Nobody Knows

on February 04, 2005 by Mark Keizer
In 1988, four Japanese children, all born of different fathers, were abandoned by their mother and forced to fend for themselves in a small Tokyo apartment. What's worse, their births were never declared, so they legally did not exist and subsequently they never went to school. The scandal became known as, appropriately enough, "The Affair of the Four Abandoned Children of Nishi-Sugamo," and director Kore-eda Hirokazu uses this fascinating story as the basis of "Nobody Knows," which has landed a coveted spot In Competition at the 2004 Cannes Film Festival. And while Kore-eda's approach is that of a subtle, painterly filmmaker, excessive length renders "Nobody Knows" lesser than the sum of its wonderful parts.

Keiko (Japanese TV star You) is a single mother moving into a new apartment with her 12-year-old son Akira (Yagira Yuya). The pair's luggage includes two suitcases containing adorable youngsters Shigeru (Kimura Hiei) and Yuki (Shimizu Momoko), smuggled into the apartment because Keiko is afraid the landlord will evict them if extra kids are discovered. After a fourth sibling (Kitura Ayu) is brought into the mix, Keiko lays out some bizarre ground rules: The kids are not allowed to make noise, nor go outside. And despite their protestations, they cannot enroll in school. One day, Keiko leaves behind some money and a note, claiming she must leave for a month to take a job out of town. She asks Akira to take charge of the household. Although Keiko does return for a short time and occasionally sends money, it's obvious that she is completely abandoning her children.

Kore-eda's sweet and sour creation should be marvelous and most of the time it is. Almost two-thirds of the film takes place in a cramped apartment, yet the audience never gets claustrophobic. Kore-eda shot the movie over the course of an entire year, so the kids age slightly over the course of the narrative. Additionally, the director never asks the kids to slavishly stick to the script. And once provided with motivation, they prove to be natural performers and ad-libbers. Yuya is especially grounded and determined as he tries to keep the family afloat by providing scraps from the local convenience store and getting handouts from his siblings' various deadbeat dads. And using a degree of restraint most Western directors just don't possess, Kore-eda never comments on anything any character does, including the mother who runs out on her four children. He simply follows Akira as he tries to keep the family together.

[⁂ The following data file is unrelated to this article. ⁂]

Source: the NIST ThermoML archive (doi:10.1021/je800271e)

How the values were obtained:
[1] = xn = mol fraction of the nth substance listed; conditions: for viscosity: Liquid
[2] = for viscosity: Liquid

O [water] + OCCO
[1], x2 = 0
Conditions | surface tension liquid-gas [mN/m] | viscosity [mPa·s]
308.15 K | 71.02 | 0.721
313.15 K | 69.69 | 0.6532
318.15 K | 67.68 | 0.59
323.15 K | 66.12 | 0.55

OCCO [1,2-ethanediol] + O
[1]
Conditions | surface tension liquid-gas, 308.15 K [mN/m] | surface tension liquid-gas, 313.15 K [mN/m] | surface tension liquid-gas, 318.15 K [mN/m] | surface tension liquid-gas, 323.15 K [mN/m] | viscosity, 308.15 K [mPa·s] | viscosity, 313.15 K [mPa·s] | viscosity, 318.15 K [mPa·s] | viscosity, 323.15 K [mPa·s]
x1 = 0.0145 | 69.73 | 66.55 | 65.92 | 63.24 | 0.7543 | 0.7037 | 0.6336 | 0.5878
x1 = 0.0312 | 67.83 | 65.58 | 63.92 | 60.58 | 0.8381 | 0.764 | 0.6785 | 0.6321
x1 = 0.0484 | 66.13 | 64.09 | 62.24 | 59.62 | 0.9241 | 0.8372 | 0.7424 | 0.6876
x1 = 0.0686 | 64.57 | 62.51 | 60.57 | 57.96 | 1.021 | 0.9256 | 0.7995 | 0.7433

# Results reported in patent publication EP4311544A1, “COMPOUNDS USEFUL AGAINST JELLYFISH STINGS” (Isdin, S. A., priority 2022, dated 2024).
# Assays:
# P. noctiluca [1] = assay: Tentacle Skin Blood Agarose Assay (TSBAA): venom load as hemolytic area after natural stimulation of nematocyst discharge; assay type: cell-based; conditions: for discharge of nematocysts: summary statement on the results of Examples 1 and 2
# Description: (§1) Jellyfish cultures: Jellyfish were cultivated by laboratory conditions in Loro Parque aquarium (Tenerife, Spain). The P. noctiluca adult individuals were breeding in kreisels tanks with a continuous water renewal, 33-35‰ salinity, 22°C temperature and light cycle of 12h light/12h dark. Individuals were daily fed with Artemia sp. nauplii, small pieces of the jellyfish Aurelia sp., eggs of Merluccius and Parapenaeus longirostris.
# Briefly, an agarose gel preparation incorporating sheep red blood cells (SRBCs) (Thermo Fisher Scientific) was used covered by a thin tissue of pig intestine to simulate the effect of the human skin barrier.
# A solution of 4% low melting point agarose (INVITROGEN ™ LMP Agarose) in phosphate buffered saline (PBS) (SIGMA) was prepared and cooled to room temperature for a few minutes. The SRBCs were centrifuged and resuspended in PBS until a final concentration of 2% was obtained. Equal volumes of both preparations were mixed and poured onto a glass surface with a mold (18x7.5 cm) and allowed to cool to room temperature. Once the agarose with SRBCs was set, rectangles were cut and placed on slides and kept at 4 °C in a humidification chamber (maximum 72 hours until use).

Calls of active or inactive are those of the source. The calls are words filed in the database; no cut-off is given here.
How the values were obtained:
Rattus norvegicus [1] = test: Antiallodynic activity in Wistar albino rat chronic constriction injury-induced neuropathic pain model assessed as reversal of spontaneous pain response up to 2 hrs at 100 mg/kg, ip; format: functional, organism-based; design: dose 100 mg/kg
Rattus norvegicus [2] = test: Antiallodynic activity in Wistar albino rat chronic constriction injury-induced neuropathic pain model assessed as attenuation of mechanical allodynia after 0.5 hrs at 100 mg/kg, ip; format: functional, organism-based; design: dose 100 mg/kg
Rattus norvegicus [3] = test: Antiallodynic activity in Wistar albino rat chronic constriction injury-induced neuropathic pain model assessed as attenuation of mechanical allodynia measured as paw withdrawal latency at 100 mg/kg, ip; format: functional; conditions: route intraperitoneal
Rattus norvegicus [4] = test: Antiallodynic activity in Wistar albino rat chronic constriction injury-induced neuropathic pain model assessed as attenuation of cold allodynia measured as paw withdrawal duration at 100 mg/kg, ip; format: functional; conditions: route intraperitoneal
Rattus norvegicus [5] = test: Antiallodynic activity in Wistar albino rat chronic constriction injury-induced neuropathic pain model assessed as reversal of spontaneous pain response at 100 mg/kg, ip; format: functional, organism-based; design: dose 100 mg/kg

Visually, Kore-eda uses spare and beautifully composed shots that help the audience drink in the increasing hopelessness of the family's marginal existence. However, Kore-eda's documentary-style approach is part of the problem. The film is almost two-and-a-half hours, and when unspooled at the same pace, without any dramatic conflict or confrontations, it threatens to become a chore to sit through. While it is very Japanese to not show your emotions, it does stunt the film's impact. Moments of brightness, including the scene where Akira allows his three siblings to go outside, help keep the audience involved. Even the inevitable and tragic collapse of the family's fragile ecosystem is handled in the same manner, although it does lead to some winning touches, like the kids using overdue utility bills as drawing paper.

Even though "Nobody Knows" loses points for excessive length, Kore-eda is an artist masterfully in charge of what he wants to achieve. Starring Yagira Yuya, Kitaura Ayu, Kimura Hiei, Shimizu Momoko and You. Directed, written and produced by Kore-eda Hirokazu. An IFC release. Drama. Rated PG-13 for mature thematic elements and some sexual references. Running time: 138 min

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